Even now I'm reading a purple worm encounter in an AP I'm running and wondering if this single monster is going to kill my party. I've never seen a Purple Worm this tough. I hope he doesn't eat someone and carry them off somewhere to die. On paper this Purple Worm looks insanely tough. We'll see how it goes. That's how it can be in a hex if the monster has some tough abilities.
 


CapnZapp

Legend
I'm not much understanding your viewpoint as I don't recall hit point attrition being an issue for about 20 plus years now in D&D games.
This very thread should have reminded you the attrition playing style isn't a ghost from 20 years ago.

So of course you understand my viewpoint. You just choose to dismiss it because it is very inconvenient from the viewpoint of a game that have entirely forgotten about it.
 

CapnZapp

Legend
It's like other versions of D&D contrary to some of what you're hearing.
If what you're hearing is "you can always have the heroes run away from the purple worm" meaning that you can just populate your sandbox as usual, then, no, PF2 is not just like any other version of D&D.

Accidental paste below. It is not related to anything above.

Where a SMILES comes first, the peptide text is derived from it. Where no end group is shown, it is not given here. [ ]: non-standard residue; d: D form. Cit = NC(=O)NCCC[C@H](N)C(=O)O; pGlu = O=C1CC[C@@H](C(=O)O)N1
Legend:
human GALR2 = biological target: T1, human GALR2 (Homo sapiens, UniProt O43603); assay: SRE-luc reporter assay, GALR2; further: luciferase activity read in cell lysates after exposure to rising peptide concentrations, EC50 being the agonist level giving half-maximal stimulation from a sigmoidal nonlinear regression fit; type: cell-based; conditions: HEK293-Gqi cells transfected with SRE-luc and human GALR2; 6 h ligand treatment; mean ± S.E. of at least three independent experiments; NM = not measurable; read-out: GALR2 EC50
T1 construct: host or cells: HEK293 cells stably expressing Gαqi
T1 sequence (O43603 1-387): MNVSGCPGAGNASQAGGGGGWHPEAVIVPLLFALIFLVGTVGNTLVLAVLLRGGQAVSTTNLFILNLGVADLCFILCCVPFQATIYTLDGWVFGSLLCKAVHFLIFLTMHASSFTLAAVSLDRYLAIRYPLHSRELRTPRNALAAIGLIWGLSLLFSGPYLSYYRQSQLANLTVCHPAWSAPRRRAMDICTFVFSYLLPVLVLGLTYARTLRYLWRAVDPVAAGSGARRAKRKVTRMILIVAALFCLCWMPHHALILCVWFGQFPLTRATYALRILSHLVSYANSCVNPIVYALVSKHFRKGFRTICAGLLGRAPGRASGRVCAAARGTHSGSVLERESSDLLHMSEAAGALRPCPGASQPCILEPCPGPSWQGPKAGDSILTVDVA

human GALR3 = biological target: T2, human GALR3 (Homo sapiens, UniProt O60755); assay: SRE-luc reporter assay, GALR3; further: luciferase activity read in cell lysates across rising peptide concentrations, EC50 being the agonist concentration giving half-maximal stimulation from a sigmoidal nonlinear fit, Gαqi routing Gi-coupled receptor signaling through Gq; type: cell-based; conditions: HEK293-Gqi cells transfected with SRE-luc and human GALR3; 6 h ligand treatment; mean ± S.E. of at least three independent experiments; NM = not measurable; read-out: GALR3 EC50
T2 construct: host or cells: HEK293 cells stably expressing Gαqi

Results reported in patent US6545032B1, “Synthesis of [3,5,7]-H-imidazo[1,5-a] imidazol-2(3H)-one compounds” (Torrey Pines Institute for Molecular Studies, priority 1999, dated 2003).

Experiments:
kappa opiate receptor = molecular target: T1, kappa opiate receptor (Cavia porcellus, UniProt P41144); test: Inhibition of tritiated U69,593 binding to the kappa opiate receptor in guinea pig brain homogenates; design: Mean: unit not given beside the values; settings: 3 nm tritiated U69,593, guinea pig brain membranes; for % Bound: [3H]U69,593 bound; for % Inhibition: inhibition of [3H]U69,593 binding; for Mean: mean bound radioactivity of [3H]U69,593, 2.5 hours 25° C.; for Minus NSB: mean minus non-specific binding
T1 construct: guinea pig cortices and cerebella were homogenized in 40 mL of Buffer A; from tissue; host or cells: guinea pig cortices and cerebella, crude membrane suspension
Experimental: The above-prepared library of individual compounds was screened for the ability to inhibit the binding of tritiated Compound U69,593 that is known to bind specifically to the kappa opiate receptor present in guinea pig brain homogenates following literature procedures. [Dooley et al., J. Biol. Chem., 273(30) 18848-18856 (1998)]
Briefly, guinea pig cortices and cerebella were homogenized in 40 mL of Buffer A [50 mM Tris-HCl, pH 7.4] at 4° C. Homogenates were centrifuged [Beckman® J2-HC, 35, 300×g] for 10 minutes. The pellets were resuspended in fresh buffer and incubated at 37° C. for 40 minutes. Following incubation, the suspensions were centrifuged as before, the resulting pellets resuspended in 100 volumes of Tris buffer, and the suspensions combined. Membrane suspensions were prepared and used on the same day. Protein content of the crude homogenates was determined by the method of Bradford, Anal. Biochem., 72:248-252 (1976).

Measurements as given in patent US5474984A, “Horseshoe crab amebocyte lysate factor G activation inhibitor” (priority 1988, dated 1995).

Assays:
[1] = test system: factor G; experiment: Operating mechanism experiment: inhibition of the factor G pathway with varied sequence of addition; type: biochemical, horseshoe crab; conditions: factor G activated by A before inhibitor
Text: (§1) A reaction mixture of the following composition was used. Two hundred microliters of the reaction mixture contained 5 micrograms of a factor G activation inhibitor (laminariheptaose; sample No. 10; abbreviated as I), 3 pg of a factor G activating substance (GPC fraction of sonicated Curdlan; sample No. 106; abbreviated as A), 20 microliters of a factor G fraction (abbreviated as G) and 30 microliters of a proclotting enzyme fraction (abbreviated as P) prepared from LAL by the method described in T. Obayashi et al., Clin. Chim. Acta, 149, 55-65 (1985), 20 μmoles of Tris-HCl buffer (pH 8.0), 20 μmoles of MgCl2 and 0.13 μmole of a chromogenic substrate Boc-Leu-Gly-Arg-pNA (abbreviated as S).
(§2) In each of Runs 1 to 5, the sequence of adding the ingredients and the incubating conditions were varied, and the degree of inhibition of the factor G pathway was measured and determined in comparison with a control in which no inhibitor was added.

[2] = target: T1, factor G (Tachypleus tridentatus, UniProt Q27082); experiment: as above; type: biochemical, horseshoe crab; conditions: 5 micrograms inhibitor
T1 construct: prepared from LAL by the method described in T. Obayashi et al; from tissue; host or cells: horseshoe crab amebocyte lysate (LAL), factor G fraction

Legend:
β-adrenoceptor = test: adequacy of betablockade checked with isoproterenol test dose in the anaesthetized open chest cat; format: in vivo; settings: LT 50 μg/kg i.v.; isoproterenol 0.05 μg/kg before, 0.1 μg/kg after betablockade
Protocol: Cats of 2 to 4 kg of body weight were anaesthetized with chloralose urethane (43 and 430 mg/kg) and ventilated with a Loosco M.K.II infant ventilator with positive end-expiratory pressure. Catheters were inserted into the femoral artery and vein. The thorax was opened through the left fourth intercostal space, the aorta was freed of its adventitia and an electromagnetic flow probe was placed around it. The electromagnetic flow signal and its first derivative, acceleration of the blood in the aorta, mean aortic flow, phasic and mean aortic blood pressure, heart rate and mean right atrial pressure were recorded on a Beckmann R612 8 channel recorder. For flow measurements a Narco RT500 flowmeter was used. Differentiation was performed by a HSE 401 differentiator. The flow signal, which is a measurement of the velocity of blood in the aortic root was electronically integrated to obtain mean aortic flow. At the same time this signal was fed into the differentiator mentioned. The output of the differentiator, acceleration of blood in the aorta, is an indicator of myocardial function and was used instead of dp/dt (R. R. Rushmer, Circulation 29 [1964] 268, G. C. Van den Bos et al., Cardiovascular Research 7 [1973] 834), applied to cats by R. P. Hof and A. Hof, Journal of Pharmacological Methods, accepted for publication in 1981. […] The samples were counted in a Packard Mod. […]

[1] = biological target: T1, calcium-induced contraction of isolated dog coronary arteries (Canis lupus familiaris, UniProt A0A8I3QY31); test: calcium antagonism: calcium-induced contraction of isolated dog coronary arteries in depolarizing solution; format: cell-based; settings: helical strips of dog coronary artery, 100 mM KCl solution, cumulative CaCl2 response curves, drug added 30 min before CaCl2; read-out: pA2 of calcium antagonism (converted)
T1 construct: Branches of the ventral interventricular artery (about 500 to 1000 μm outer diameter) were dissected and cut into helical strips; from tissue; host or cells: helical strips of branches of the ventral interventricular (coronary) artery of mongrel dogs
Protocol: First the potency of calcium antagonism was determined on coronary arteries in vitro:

Not unless you use the proficiency without level, that is.

Pathfinder 2 is relentless in its sharp level ranges. Every single level's difference between the party and the monster makes a distinct difference, one that you recognize when you GM the monster in play. Your players can play an entire campaign and never face a single L+4 enemy, and still come away feeling the monsters are extremely dangerous.

Is this a complaint? Not really. It is just stating the fact that PF2 is not built for classic sandbox play out the box. Contrary to some of what you're hearing...
 

Celtavian

Dragon Lord
This very thread should have reminded you the attrition playing style isn't a ghost from 20 years ago.

So of course you understand my viewpoint. You just choose to dismiss it because it is very inconvenient from the viewpoint of a game that have entirely forgotten about it.
No. I do not. I have not experienced attrition by hit points in nearly 20 years save at low level in the post-2E era. If that is your experience and the experience of others, so be it. My group has always ran with a well-designed healer in every party. We did not experience hit point attrition past low levels unless the DM took measures to design for it. We usually retired with the party at full hit points and healing resources remaining in nearly every encounter not designed to push resources to the limit. I do not see a difference in attrition play than I saw in previous versions of D&D dating back to 3E. Healing spells were more powerful in other versions of the game, especially so in 3E.